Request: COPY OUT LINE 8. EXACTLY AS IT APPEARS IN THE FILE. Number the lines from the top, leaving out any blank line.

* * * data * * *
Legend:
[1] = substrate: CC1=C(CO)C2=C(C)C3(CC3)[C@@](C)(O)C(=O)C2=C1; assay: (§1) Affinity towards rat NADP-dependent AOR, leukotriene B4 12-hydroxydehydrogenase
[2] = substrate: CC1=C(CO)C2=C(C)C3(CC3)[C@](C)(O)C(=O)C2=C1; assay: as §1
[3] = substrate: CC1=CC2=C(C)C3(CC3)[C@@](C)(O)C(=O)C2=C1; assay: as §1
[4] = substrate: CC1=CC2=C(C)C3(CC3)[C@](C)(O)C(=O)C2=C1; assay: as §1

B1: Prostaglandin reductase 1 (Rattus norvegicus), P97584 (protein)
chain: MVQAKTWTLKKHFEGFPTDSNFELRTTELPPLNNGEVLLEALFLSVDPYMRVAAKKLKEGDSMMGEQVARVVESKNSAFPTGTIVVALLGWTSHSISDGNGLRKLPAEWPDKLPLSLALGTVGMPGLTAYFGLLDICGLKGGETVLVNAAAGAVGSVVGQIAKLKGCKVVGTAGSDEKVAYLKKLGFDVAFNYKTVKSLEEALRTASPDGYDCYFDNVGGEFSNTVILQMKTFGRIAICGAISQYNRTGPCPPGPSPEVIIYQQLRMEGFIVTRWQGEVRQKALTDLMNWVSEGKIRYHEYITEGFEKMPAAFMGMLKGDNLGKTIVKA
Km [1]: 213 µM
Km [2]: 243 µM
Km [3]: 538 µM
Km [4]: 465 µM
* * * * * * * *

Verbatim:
Km [1]: 213 µM